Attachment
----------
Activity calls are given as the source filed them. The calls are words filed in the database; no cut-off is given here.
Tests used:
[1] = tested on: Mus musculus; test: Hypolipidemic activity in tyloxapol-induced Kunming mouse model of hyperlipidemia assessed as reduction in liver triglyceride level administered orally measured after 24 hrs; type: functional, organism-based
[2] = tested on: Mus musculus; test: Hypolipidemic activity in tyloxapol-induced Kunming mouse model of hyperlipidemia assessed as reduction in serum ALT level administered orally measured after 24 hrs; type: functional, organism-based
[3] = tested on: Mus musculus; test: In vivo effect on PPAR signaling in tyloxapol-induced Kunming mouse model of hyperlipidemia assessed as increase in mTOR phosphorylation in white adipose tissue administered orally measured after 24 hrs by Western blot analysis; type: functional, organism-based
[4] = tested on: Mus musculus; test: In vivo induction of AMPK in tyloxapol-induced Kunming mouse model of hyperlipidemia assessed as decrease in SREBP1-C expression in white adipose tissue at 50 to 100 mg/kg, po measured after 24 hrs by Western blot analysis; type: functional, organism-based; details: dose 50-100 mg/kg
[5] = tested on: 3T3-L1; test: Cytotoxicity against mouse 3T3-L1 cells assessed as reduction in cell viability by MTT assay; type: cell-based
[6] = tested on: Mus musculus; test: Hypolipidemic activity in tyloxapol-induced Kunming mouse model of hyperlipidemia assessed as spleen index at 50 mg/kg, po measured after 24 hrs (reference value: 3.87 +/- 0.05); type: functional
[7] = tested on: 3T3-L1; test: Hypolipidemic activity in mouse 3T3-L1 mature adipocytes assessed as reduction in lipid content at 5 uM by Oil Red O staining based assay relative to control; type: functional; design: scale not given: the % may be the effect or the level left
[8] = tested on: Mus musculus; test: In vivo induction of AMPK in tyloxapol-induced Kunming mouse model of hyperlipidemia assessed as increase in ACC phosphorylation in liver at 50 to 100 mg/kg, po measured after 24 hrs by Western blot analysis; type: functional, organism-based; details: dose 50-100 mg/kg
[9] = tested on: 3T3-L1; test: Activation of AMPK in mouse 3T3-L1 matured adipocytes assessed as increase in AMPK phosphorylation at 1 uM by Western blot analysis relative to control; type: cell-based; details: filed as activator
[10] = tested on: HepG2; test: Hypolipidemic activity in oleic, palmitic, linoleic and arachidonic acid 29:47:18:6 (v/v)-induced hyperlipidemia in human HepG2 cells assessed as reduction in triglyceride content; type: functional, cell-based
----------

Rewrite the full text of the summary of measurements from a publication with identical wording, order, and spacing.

Activity calls are given as the source filed them. The calls are words filed in the database; no cut-off is given here.
Tests used:
[1] = tested on: Mus musculus; test: Hypolipidemic activity in tyloxapol-induced Kunming mouse model of hyperlipidemia assessed as reduction in liver triglyceride level administered orally measured after 24 hrs; type: functional, organism-based
[2] = tested on: Mus musculus; test: Hypolipidemic activity in tyloxapol-induced Kunming mouse model of hyperlipidemia assessed as reduction in serum ALT level administered orally measured after 24 hrs; type: functional, organism-based
[3] = tested on: Mus musculus; test: In vivo effect on PPAR signaling in tyloxapol-induced Kunming mouse model of hyperlipidemia assessed as increase in mTOR phosphorylation in white adipose tissue administered orally measured after 24 hrs by Western blot analysis; type: functional, organism-based
[4] = tested on: Mus musculus; test: In vivo induction of AMPK in tyloxapol-induced Kunming mouse model of hyperlipidemia assessed as decrease in SREBP1-C expression in white adipose tissue at 50 to 100 mg/kg, po measured after 24 hrs by Western blot analysis; type: functional, organism-based; details: dose 50-100 mg/kg
[5] = tested on: 3T3-L1; test: Cytotoxicity against mouse 3T3-L1 cells assessed as reduction in cell viability by MTT assay; type: cell-based
[6] = tested on: Mus musculus; test: Hypolipidemic activity in tyloxapol-induced Kunming mouse model of hyperlipidemia assessed as spleen index at 50 mg/kg, po measured after 24 hrs (reference value: 3.87 +/- 0.05); type: functional
[7] = tested on: 3T3-L1; test: Hypolipidemic activity in mouse 3T3-L1 mature adipocytes assessed as reduction in lipid content at 5 uM by Oil Red O staining based assay relative to control; type: functional; design: scale not given: the % may be the effect or the level left
[8] = tested on: Mus musculus; test: In vivo induction of AMPK in tyloxapol-induced Kunming mouse model of hyperlipidemia assessed as increase in ACC phosphorylation in liver at 50 to 100 mg/kg, po measured after 24 hrs by Western blot analysis; type: functional, organism-based; details: dose 50-100 mg/kg
[9] = tested on: 3T3-L1; test: Activation of AMPK in mouse 3T3-L1 matured adipocytes assessed as increase in AMPK phosphorylation at 1 uM by Western blot analysis relative to control; type: cell-based; details: filed as activator
[10] = tested on: HepG2; test: Hypolipidemic activity in oleic, palmitic, linoleic and arachidonic acid 29:47:18:6 (v/v)-induced hyperlipidemia in human HepG2 cells assessed as reduction in triglyceride content; type: functional, cell-based